author = "M. Iwaya-Inoue and R. Matsui and N. Sultana and K. Saitou and K. Sakaguchi and M. Fukuyama",
year = "2004",
month = "2",
day = "1",
doi = "10.1046/j.1439-037X.2004.00076.x",
language = "English",
volume = "190",
pages = "65--72",
journal = "Journal of Agronomy and Crop Science",
issn = "0931-2250",
publisher = "Wiley-Blackwell",
number = "1",

}

TY - JOUR

T1 - 1H-NMR Method Enables Early Identification of Degeneration in the Quality of Sweet Potato Tubers

AU - Iwaya-Inoue, M.

AU - Matsui, R.

AU - Sultana, N.

AU - Saitou, K.

AU - Sakaguchi, K.

AU - Fukuyama, M.

PY - 2004/2/1

Y1 - 2004/2/1

N2 - In sweet potato tuber, which is a tropical plant, long-term storage leads to loss of water and carbohydrate, thus water mobility was investigated using 1H-NMR spectroscopy. Electrolyte leakage indicated that tubers stored at 15°C for 1 year were partly injured and that frozen-thawed tissues were dead. Nuclear magnetic resonance (NMR) spin-lattice relaxation time (T1) and spin-spin relaxation time (T2) clearly increased with the duration of storage, whereas these values decreased in the dead tissues. Furthermore, Arrhenius plots for T1 and T2 were determined at temperatures ranging from 20 to 0°C in 2.5°C steps. In the fresh tubers, a strong converse temperature dependency was shown in the T2 measurement. On the contrary, there was no temperature dependency in the T2 of the dead tissues. Thus, the existence of inverse temperature dependency reflected tissue viability. Additionally, any change in the T2 of the fresh tubers occurred at about 14°C, which virtually coincided with the storage temperature of 15°C. The slope change in T2 might have responded to a physiological change as a primary event. In conclusion, monitoring water status by NMR could provide early identification of changes in the quality of post-harvest crops; this method shows great promise for use in environmental-stressed crop yield research.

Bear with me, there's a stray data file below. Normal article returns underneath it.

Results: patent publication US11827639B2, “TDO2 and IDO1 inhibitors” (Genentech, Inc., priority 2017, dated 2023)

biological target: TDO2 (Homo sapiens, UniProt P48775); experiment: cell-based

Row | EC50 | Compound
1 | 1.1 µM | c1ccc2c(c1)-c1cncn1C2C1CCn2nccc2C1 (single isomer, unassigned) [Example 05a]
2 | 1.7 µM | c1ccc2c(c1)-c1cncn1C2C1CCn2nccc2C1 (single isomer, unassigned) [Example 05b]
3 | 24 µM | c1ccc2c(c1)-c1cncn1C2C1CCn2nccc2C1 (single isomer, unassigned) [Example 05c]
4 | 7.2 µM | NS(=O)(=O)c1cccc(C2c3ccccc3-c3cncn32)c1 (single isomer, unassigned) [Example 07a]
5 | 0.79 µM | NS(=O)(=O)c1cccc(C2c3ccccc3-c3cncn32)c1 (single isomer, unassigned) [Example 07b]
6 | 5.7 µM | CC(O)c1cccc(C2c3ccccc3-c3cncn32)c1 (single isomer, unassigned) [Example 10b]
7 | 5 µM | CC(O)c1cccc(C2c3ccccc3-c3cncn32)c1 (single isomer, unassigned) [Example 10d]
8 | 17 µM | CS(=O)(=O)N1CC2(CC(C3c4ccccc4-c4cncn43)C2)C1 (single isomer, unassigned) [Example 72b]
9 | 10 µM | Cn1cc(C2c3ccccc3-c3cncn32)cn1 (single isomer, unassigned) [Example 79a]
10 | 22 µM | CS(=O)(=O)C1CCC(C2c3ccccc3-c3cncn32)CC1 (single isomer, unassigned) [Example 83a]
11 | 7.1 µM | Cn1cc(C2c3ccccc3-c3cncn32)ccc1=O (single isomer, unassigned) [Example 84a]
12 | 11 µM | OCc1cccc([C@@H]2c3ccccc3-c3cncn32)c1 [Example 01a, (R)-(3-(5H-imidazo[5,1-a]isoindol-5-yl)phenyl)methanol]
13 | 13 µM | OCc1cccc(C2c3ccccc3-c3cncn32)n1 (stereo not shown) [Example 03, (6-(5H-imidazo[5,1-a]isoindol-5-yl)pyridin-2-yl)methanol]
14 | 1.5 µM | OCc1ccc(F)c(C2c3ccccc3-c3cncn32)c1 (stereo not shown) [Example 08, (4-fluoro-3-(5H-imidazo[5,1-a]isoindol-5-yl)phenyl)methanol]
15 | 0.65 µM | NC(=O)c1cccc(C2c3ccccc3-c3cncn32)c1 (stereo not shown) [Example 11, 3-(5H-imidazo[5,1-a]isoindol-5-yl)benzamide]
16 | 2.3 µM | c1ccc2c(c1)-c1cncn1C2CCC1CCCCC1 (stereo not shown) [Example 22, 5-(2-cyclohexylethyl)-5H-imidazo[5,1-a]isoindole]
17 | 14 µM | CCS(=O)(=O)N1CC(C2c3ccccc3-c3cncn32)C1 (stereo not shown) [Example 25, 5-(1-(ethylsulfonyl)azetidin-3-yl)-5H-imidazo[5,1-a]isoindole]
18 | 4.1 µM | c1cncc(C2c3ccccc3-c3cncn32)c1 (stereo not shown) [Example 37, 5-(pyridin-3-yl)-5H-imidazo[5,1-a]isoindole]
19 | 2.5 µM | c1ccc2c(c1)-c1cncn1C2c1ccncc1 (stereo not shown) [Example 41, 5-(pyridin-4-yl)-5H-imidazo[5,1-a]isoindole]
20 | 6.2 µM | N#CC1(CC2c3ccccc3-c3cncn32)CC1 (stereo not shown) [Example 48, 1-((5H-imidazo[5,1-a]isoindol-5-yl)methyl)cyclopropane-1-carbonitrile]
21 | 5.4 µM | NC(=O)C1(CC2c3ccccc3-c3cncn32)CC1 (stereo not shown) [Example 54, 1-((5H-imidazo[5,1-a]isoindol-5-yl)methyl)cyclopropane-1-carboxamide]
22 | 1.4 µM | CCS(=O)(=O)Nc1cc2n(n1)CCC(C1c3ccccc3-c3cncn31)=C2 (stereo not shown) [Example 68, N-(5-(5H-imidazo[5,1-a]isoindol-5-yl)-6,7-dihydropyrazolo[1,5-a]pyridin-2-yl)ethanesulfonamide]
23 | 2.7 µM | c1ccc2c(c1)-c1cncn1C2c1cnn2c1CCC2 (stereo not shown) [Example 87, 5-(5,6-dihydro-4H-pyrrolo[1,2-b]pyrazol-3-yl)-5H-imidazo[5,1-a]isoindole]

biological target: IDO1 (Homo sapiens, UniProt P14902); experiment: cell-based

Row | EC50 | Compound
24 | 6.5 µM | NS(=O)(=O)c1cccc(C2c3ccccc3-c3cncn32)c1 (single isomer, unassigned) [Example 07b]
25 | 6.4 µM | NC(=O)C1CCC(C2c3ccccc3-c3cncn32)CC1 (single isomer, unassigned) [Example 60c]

AB - In sweet potato tuber, which is a tropical plant, long-term storage leads to loss of water and carbohydrate, thus water mobility was investigated using 1H-NMR spectroscopy. Electrolyte leakage indicated that tubers stored at 15°C for 1 year were partly injured and that frozen-thawed tissues were dead. Nuclear magnetic resonance (NMR) spin-lattice relaxation time (T1) and spin-spin relaxation time (T2) clearly increased with the duration of storage, whereas these values decreased in the dead tissues. Furthermore, Arrhenius plots for T1 and T2 were determined at temperatures ranging from 20 to 0°C in 2.5°C steps. In the fresh tubers, a strong converse temperature dependency was shown in the T2 measurement. On the contrary, there was no temperature dependency in the T2 of the dead tissues. Thus, the existence of inverse temperature dependency reflected tissue viability. Additionally, any change in the T2 of the fresh tubers occurred at about 14°C, which virtually coincided with the storage temperature of 15°C. The slope change in T2 might have responded to a physiological change as a primary event. In conclusion, monitoring water status by NMR could provide early identification of changes in the quality of post-harvest crops; this method shows great promise for use in environmental-stressed crop yield research.

UR - http://www.scopus.com/inward/record.url?scp=1142293841&partnerID=8YFLogxK

UR - http://www.scopus.com/inward/citedby.url?scp=1142293841&partnerID=8YFLogxK

U2 - 10.1046/j.1439-037X.2004.00076.x

DO - 10.1046/j.1439-037X.2004.00076.x

M3 - Article

AN - SCOPUS:1142293841

VL - 190

SP - 65

EP - 72

JO - Journal of Agronomy and Crop Science

JF - Journal of Agronomy and Crop Science

SN - 0931-2250

IS - 1

ER -